Spotify (NYSE:SPOT) counted 141 million ad-supported listeners as of the end of the third quarter. And while free listeners outnumber premium subscribers by a considerable margin, Spotify's advertising revenue was less than 11% of its total revenue in Q3. Not only that, the gross margin on that ad revenue is about 10 percentage points lower than subscription revenue -- 16% versus 26.5%.
Many investors may see Spotify's ad business as a way to offer an on-ramp to the premium subscription service. Indeed, a lot of the tech company's subscribers started off as free listeners.
But Spotify's advertising business offers a lot of value beyond making it easier for consumers to try the music-streaming app before committing to a subscription. And management expects that value to grow faster than its subscription business over the long term.
Strong margins in developed markets
Spotify has been able to grow its ad pricing to the point where a free listener can be as profitable as a paid listener in some markets. At a recent investor conference, Spotify's incoming CFO, Paul Vogel, noted that ad-supported listeners produce similar (and sometimes better) gross margin in developed markets like the United States.
While there are certainly some additional operating expenses involved with selling and serving advertisements, there's a clear path to profitability as ad prices climb. As more and more ad dollars shift to digital formats, Spotify could see ad-supported gross margin in more markets exceed its gross margin on premium subscriptions.
Importantly, Spotify doesn't need ad prices in less-developed markets to grow to levels it currently sees in markets like the U.S. today. The company's content costs in a market like India, for example, are considerably lower than in developed markets. That's why it's able to charge less for a premium subscription in those markets, and it should be able to reach margin parity in those regions over time.
Doubling advertising's revenue contribution
Outgoing CFO Barry McCarthy shared Spotify's aspiration to double the percentage of total revenue from advertising from about 10% today to 20% long-term. He said there are two ways for Spotify to accomplish that goal.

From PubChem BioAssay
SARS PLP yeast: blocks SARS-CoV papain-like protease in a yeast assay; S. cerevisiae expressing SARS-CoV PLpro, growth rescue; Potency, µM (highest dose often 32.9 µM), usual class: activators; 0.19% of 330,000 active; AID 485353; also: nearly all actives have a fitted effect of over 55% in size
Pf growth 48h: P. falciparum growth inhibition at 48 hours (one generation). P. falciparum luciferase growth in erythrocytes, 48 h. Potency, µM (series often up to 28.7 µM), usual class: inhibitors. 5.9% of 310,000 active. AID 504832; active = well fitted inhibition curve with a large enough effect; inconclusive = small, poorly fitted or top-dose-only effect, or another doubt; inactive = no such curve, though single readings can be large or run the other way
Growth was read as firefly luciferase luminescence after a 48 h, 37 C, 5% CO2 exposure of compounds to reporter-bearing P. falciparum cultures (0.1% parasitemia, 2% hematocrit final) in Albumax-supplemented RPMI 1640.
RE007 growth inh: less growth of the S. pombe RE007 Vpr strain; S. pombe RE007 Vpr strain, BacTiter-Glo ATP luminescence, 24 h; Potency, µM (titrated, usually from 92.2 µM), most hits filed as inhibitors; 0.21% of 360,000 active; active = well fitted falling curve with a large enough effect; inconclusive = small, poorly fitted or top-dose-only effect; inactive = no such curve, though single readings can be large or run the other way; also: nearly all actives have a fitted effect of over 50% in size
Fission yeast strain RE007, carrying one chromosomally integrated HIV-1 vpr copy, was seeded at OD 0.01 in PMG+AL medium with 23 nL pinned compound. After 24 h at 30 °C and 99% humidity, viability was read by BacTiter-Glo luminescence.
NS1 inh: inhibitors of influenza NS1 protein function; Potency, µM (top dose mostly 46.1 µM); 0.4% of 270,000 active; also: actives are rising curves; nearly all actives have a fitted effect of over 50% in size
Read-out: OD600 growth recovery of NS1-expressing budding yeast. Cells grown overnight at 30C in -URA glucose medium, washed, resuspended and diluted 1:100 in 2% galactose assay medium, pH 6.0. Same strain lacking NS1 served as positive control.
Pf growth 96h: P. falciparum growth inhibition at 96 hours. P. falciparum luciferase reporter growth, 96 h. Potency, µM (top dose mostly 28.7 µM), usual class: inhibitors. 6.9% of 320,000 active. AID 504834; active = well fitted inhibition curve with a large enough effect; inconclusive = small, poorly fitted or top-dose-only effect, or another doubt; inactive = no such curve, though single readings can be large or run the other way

First, the company's investing in ad technology. It's pushing to move ad sales to an automated and programmatic platform. That should enable Spotify to attract more advertisers and offer better ad targeting over time as it improves. Ultimately, more bidders for higher-value ad impressions should result in higher average ad prices.
Second, Spotify is investing in advertising for podcasts. The unique thing about podcasts is both free and paid listeners will get ads. It's accepted practice for the medium. Spotify has an opportunity to develop ad technology for podcasters that allows them to serve unique ad breaks for each listener instead of embedding ad breaks into the audio recording.
More valuable ad breaks have the potential to attract more podcasters to the platform. They may be able to generate greater revenue from Spotify's technology with less effort despite Spotify taking a cut of the ad sales. Ultimately, more podcast content creates a virtuous cycle for listening hours and advertising revenue.
Spotify is still in the early stages of its strategy with podcasting. It's already invested hundreds of millions in content and technology, but it says the investments are paying off extremely well. As the company invests more in general ad technology, it should see ad revenue per user continue climbing. And if it can improve ad prices in less-developed markets to levels comparable with the United States and other big advertising markets, it should see gross margin come more in line with the paid subscription business.
Spotify is still most profitable when it converts free listeners into paid listeners. But the free ad-supported tier shouldn't be written off as merely a customer acquisition vehicle.